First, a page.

This was the new meaning of “peace,” and, just as one might expect, it led to nothing but violence. The passing of Gaza and most of the West Bank’s populated areas into the hands of Arafat and his murderous kleptocracy did nothing to resolve the problem of the 1948 Arab refugees (on which more below), to prepare the local Arab population for genuine peace, or to mitigate the larger Arab/Muslim refusal to accept a Jewish state. If anything, it achieved the contrary aim; in advancing that aim, the PLO initiated a sustained campaign of terror whose toll in blood would number in the thousands of Israeli civilians.
Yet even this was not enough to dissuade successive Israeli leaders from trying to woo some form of acceptance from the steadfastly recalcitrant Palestinians. The Oslo accords signed on the White House lawn in 1993 ostensibly obliged the PLO to strike from its covenant the call for Israel’s eradication. In the late 1990s, during his brief term of office, Ehud Barak, having reached a reckless final-status agreement with the Palestinian Authority (PA), insisted that Arafat declare a final end to the conflict. Benjamin Netanyahu now demands that Mahmoud Abbas recognize Israel as a Jewish state. So far, all such efforts have failed.
None of this should come as a surprise. In embracing the Palestinian national movement as its partner, Israel pretended not to see that, absent its fundamental objection to the existence of the Jewish state, there was no Palestinian national movement.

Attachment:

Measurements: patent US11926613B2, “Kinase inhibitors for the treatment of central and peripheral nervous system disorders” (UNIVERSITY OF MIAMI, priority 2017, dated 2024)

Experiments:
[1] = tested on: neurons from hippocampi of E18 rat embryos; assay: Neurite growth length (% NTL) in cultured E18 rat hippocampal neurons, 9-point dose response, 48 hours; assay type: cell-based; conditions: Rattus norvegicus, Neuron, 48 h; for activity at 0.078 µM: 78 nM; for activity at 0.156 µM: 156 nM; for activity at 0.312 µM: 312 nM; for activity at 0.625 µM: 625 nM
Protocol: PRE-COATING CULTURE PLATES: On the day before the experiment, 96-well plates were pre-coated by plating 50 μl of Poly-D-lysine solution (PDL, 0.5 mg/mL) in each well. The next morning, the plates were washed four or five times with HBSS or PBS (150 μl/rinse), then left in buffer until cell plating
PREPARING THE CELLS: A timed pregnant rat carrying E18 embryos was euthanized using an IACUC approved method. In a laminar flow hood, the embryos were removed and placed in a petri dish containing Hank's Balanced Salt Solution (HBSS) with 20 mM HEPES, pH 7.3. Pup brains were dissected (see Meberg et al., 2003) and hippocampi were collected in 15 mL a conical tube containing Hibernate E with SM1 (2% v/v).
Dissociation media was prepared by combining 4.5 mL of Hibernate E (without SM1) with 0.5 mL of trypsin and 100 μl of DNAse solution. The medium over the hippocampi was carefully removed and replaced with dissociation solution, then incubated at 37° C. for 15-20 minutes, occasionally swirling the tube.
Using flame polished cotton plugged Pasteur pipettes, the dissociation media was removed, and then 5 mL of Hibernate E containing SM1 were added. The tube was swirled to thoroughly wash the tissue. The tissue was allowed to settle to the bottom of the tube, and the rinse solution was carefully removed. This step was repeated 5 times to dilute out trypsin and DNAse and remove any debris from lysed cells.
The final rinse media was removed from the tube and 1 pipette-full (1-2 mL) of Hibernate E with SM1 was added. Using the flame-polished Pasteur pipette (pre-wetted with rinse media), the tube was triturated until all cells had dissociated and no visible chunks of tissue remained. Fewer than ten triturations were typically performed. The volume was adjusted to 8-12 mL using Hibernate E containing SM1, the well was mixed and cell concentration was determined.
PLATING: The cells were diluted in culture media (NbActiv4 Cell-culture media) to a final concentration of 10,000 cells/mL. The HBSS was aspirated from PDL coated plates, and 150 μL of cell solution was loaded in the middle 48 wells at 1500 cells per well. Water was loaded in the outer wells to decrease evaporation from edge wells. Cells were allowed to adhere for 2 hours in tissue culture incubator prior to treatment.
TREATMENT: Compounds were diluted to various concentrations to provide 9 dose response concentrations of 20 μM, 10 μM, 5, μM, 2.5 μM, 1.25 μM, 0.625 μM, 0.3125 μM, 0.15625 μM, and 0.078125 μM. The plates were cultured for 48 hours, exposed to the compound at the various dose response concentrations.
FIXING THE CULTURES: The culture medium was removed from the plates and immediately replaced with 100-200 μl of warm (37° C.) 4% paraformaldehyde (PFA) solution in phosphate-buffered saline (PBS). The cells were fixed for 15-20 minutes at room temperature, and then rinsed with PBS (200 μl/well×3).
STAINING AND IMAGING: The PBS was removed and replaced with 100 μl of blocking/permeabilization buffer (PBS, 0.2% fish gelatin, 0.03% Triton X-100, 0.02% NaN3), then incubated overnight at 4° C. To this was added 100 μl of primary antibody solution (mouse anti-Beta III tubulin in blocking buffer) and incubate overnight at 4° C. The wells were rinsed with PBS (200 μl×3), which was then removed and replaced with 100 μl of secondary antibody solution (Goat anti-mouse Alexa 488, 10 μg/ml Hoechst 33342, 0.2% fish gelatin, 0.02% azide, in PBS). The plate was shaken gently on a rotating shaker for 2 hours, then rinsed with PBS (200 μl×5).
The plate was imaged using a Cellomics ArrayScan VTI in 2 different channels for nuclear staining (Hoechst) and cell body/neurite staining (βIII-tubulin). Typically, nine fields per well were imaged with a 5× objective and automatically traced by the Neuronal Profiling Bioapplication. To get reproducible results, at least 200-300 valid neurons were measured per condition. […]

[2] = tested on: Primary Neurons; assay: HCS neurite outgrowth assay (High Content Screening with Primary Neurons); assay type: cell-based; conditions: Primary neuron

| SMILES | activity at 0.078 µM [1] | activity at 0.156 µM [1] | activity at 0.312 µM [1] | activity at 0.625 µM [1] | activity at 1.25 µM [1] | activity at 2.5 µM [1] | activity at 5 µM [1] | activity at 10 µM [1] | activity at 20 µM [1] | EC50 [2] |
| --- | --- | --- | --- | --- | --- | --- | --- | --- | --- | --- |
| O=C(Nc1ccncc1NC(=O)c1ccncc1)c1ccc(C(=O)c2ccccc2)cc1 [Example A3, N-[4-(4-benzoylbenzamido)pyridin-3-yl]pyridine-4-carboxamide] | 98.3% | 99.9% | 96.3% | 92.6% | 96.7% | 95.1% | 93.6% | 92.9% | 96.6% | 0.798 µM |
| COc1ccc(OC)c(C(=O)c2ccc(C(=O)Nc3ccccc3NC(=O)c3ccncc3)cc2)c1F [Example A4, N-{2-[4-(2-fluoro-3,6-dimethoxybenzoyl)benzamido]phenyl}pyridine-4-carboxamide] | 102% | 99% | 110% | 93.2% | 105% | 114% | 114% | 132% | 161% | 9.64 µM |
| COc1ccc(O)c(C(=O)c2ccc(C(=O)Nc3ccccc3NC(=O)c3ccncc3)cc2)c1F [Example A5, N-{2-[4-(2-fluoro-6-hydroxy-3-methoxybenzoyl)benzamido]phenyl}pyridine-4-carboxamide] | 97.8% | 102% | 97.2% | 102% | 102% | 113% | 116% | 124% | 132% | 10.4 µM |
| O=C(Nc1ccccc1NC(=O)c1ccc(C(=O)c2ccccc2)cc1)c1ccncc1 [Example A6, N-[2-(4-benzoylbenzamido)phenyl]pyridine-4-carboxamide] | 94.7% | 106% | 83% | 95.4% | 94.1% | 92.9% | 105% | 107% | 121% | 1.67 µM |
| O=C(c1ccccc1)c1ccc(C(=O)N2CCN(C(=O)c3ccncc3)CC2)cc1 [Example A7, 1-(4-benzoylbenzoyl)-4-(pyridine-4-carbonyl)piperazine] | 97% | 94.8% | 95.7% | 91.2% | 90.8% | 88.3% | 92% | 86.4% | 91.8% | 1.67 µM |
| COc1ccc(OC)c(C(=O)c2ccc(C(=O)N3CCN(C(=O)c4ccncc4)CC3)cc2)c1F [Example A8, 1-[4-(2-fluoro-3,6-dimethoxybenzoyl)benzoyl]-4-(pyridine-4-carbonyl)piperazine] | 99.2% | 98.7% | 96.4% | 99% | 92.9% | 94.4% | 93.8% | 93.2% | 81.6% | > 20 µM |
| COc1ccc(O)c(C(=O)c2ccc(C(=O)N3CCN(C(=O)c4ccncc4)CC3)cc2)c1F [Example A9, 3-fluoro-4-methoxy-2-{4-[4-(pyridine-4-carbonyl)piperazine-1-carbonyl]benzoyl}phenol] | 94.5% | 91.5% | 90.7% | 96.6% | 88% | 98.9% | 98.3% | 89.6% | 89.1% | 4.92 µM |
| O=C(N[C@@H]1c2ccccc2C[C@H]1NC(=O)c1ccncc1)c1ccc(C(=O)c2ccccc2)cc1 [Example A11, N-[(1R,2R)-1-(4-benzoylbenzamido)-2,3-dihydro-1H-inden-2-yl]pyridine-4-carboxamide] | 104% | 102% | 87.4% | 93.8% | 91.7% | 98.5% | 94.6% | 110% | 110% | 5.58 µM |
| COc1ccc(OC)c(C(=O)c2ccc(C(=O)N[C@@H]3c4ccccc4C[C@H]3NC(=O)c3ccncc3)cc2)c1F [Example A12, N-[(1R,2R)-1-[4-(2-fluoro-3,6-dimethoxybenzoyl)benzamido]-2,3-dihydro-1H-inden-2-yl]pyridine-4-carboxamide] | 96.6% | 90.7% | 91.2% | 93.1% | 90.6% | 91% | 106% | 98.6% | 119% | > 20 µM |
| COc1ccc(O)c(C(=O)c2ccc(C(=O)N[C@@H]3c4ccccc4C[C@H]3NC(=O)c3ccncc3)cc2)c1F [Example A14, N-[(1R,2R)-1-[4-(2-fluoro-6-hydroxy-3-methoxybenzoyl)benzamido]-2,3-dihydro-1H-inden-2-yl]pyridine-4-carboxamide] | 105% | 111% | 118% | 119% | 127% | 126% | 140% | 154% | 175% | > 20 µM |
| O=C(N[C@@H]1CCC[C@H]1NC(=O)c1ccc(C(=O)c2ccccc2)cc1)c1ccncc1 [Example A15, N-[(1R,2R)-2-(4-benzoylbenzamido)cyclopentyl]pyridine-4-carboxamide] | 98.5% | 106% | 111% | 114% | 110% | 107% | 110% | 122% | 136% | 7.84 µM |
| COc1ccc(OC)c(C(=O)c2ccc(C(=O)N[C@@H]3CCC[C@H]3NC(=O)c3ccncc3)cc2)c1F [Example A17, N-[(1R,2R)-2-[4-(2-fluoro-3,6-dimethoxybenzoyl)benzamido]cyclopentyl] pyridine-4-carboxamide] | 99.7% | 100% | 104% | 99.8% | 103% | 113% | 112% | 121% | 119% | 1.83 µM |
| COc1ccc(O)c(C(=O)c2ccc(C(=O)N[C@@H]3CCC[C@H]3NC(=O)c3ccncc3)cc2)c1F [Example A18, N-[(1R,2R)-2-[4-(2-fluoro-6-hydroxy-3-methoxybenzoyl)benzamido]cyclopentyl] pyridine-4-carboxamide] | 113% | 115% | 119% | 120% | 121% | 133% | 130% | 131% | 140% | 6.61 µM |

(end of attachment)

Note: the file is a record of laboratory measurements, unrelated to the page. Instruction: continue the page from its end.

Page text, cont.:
That is today’s reality. Before considering what if anything might be done to change it, let’s look at a few examples of the price paid by Israel for constricting its Zionist horizons and acquiescing in the conditions imposed on it from without.
Tel Asur, also known as Baal Hazor, is the highest mountain in the Judean hills north of Jerusalem. Of its twin peaks, one is home to a military base and the other is open to visitors—unless they are Jewish. (The area is surrounded by hostile villages.) From the top one can enjoy a fascinating view of the Holy Land: the Mediterranean and the coastal plain to the west; the Gilead mountains in Transjordan to the east; the high mountains of Jerusalem and Hebron to the south; and the great Mount Hermon, facing Damascus, to the north. Mentioned in the biblical story of Absalom and Amnon (2 Samuel 13:23-30), the site, according to an ancient tradition, is where the patriarch Abraham first stood after separating from his nephew Lot and where he was promised by God that all he saw spread out before him would forever be the land of his descendants (Genesis 13:14-15).
To anyone who cherishes the Bible, here is a place of compelling and indeed romantic interest. Under normal circumstances, the Jews in Ofra, the nearby Israeli village to the southwest, and the Christians of Tayibe, the Arab village to the southeast, would cooperate to realize their area’s religious, cultural, and economic potential. Yet the Arabs of Tayibe are resolutely opposed to the mere presence of Jews in the area, and this turns everything into a political pitched battle.